Sunday, 7 February 2016

Dear Emotions

Dear Emotions,

I just wanted to write to you to congratulate you. To say well done for managing to control yourselves so much more over the last month or two. Sitting in my room in Mile End feeling shut out from the real world and locked into my own head, tears running down my cheeks day in and day out, I really thought you'd lost control. One minute you were sadness, the next you were anger, you were opening a cage and releasing butterflies that I didn't need.

You were frustration. Frustration that I didn't know what to do. Awareness that sadness was dropping in regularly, a daily visit accompanied by tears and his good friends anxiety and panic. Yet knowing I wasn't moving. I wasn't doing anything to deal with these unwanted acquaintances. I was glued to my bed or to my desk looking out of the window and wanting to run. Wanting to pack a bag, throw it on my back, walk out of the door and never look back. I was messaging friends far away asking if they had space for me. Wishing they would tell me to just hop on a plane and come find them, that I'd be safe there. Knowing that even if they did, I wouldn't move. I was scared and I didn't know what to do.

I spoke to friends and I spoke to family. They saw what you were doing to me and how sadness was taking over. Everyone told me to do what I thought would be best. What felt right. It's hard to know what feels right though when everything feels so wrong. I knew what I wanted but I didn't know if it would help. I didn't know if I would suffer more by taking that leap. I come from a family where brains are rather large. In my aunt's family, of her and seven offspring, four went to Oxford and one to Imperial. In my family of 4, both my parents were at Oxford and my brother is about to graduate from Imperial too...and then embark on a PhD. My sister has one and so do a number of her friends. As I say, brains are big.

I'm not saying I'm not clever. I know that I've done well and that I probably could but I also know that from the age of 14, I kept the golden light at the end of the tunnel as the day I could leave compulsory education and not do anymore. I know that those thoughts stayed with me right until that day in September 2015 when I realised:

Damn...I haven't found an alternative plan.

So I went and things happened exactly as my fourteen year old self probably thought they would and so I left. My point is, emotions, that that was the best decision I made. I know it hasn't been long but, since I'm writing to you, you can probably guess what my focus is. I'm feeling so much better. Even before I had moved all my things out of my room in East London, I had an appointment booked with a GP. A time sorted to talk about my problems and see what could be done. As I expected, I failed to complete our calm and collected chat without bursting into tears. I left with anti-depressents. A box of little pills to try and stop the tears and the over-whelming effect that you were having on my body.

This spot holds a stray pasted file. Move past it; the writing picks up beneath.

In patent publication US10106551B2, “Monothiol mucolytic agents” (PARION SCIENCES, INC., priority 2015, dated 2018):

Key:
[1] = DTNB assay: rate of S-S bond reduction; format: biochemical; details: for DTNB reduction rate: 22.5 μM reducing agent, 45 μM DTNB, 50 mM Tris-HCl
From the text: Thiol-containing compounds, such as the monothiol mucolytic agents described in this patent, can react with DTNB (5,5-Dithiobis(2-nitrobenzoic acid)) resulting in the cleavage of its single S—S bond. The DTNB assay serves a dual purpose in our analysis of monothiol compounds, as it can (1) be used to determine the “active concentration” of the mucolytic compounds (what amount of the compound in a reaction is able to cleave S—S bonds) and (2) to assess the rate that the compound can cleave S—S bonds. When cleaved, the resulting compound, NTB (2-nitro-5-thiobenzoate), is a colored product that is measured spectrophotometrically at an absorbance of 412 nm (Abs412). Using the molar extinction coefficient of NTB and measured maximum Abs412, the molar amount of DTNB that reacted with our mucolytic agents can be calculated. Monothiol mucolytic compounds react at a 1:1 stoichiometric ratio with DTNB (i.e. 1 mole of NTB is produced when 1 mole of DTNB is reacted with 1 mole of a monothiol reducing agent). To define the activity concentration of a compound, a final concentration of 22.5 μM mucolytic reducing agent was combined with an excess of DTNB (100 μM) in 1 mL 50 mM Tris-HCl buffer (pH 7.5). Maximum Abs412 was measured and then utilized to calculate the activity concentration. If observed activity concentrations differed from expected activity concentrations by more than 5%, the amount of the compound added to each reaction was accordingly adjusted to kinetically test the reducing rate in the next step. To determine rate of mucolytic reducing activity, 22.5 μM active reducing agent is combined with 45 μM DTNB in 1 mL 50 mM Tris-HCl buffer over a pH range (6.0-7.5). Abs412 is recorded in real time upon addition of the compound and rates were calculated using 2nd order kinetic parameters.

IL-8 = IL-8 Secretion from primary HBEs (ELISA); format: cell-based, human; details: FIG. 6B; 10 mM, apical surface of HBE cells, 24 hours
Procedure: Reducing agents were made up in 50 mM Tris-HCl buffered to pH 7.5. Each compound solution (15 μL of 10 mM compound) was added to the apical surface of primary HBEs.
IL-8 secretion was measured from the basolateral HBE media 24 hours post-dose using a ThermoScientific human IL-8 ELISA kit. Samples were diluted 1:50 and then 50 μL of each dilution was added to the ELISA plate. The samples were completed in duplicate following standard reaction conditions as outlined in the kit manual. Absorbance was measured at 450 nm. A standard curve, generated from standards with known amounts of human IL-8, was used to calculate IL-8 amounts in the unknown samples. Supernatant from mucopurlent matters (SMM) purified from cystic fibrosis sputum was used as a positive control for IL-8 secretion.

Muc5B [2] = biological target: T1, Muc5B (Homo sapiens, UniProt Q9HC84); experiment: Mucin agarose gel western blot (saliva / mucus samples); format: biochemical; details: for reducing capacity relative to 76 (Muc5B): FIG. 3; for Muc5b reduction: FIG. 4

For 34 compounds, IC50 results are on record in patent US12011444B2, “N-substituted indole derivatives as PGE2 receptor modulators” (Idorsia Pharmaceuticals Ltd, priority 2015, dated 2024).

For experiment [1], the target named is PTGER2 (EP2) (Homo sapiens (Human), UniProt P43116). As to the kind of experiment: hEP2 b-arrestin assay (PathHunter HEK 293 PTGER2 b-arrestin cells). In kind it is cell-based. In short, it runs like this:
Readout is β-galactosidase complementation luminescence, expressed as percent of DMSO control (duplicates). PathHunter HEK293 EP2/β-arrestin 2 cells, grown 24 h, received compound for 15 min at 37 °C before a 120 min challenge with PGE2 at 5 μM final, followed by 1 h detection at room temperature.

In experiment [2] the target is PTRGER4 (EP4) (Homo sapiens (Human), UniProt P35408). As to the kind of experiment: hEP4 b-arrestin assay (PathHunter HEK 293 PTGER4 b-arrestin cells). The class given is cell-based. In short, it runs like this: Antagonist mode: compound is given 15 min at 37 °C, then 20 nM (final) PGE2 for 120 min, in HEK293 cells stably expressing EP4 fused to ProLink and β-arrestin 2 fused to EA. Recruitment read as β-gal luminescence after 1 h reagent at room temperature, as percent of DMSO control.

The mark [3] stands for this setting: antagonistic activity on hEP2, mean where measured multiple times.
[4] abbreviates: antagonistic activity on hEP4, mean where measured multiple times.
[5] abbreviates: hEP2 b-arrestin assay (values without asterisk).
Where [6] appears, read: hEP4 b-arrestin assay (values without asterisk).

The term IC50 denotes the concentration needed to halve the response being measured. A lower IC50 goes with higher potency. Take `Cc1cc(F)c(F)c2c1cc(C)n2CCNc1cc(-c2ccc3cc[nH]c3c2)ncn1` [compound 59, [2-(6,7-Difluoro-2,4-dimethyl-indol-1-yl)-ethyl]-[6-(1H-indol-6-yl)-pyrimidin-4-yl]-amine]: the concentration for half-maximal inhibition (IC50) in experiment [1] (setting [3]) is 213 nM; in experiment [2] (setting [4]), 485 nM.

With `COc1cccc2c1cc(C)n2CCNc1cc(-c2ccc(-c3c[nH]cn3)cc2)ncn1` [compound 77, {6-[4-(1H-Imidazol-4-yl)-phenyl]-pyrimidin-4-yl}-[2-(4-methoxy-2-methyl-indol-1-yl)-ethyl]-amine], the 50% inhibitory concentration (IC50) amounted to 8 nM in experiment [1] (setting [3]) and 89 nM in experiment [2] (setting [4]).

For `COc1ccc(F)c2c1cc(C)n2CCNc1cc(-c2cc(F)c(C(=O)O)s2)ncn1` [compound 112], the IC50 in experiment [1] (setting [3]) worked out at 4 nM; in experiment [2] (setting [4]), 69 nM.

By the week before Christmas, I had my first appointment booked with another man. A man trained in Psychology who could send me to someone else who could help. I told him everything. I started with my childhood and worked my way up. We talked about friends and family and even relationships until he felt he knew me well. He gave me new pills. Pills to quell the butterflies and quieten the thoughts in my head. Another week and I had an appointment booked with Louise. My new best friend. The lovely lady who is helping me get through things and allowing me to smile. I follow her instruction and carry out her tasks. Everyday I make a plan, writing out what I want to do and get done. When I have a worry I pick it apart to make you realise that you're not needed. No need for frustration or anger, sadness or worry. I can fix this problem and everything will be ok.

Earlier this week, I saw my psychologist man again. A man who, 2 months ago, asked me to fill out some questionnaires that measured feelings of depression and anxiety. 2 months ago my scores were 33 and 23. On Wednesday they were 10 and 8. I laughed when I saw the difference. When I remembered how unhappy I'd been and how much I had cried. How many scores of 4 - feeling so bad it's almost unbearable - I'd given to so many things. Now the highest score I'd given was 2 and only for a couple of things.

My point, dear emotions, is that I'm working to sort you out. I'm taking control and it was only this week that I really realized how much I had allowed you to have control before. Now, I'm letting you stay, I can't chuck you out all together but you're living by what I say.

My body, my life, my rules.

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